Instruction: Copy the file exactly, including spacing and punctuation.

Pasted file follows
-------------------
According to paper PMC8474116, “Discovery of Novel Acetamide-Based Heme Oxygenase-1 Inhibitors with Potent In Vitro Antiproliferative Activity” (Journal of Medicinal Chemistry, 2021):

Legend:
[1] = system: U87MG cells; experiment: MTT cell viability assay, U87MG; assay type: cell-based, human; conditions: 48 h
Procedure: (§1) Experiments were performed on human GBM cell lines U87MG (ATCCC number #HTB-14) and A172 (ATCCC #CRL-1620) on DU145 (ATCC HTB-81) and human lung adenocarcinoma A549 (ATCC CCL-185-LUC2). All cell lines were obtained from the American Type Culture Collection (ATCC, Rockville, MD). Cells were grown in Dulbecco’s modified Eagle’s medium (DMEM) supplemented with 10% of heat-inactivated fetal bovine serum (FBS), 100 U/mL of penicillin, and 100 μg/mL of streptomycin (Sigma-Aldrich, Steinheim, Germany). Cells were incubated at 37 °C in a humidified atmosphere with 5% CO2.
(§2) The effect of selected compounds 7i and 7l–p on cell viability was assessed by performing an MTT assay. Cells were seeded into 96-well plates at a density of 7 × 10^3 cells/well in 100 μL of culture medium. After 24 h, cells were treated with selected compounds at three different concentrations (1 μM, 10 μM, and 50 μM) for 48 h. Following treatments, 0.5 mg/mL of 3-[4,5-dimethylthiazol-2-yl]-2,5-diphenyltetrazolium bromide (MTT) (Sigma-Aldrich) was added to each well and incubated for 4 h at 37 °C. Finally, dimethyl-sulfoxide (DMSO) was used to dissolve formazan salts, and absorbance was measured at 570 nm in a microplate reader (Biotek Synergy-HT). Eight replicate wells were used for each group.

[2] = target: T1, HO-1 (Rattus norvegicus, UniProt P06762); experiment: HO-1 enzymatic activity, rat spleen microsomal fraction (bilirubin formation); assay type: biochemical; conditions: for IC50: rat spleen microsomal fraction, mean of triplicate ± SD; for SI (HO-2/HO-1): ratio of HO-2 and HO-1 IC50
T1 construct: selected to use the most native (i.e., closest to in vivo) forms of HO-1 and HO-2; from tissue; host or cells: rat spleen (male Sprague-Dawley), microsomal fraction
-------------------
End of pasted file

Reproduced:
According to paper PMC8474116, “Discovery of Novel Acetamide-Based Heme Oxygenase-1 Inhibitors with Potent In Vitro Antiproliferative Activity” (Journal of Medicinal Chemistry, 2021):

Legend:
[1] = system: U87MG cells; experiment: MTT cell viability assay, U87MG; assay type: cell-based, human; conditions: 48 h
Procedure: (§1) Experiments were performed on human GBM cell lines U87MG (ATCCC number #HTB-14) and A172 (ATCCC #CRL-1620) on DU145 (ATCC HTB-81) and human lung adenocarcinoma A549 (ATCC CCL-185-LUC2). All cell lines were obtained from the American Type Culture Collection (ATCC, Rockville, MD). Cells were grown in Dulbecco’s modified Eagle’s medium (DMEM) supplemented with 10% of heat-inactivated fetal bovine serum (FBS), 100 U/mL of penicillin, and 100 μg/mL of streptomycin (Sigma-Aldrich, Steinheim, Germany). Cells were incubated at 37 °C in a humidified atmosphere with 5% CO2.
(§2) The effect of selected compounds 7i and 7l–p on cell viability was assessed by performing an MTT assay. Cells were seeded into 96-well plates at a density of 7 × 10^3 cells/well in 100 μL of culture medium. After 24 h, cells were treated with selected compounds at three different concentrations (1 μM, 10 μM, and 50 μM) for 48 h. Following treatments, 0.5 mg/mL of 3-[4,5-dimethylthiazol-2-yl]-2,5-diphenyltetrazolium bromide (MTT) (Sigma-Aldrich) was added to each well and incubated for 4 h at 37 °C. Finally, dimethyl-sulfoxide (DMSO) was used to dissolve formazan salts, and absorbance was measured at 570 nm in a microplate reader (Biotek Synergy-HT). Eight replicate wells were used for each group.

[2] = target: T1, HO-1 (Rattus norvegicus, UniProt P06762); experiment: HO-1 enzymatic activity, rat spleen microsomal fraction (bilirubin formation); assay type: biochemical; conditions: for IC50: rat spleen microsomal fraction, mean of triplicate ± SD; for SI (HO-2/HO-1): ratio of HO-2 and HO-1 IC50
T1 construct: selected to use the most native (i.e., closest to in vivo) forms of HO-1 and HO-2; from tissue; host or cells: rat spleen (male Sprague-Dawley), microsomal fraction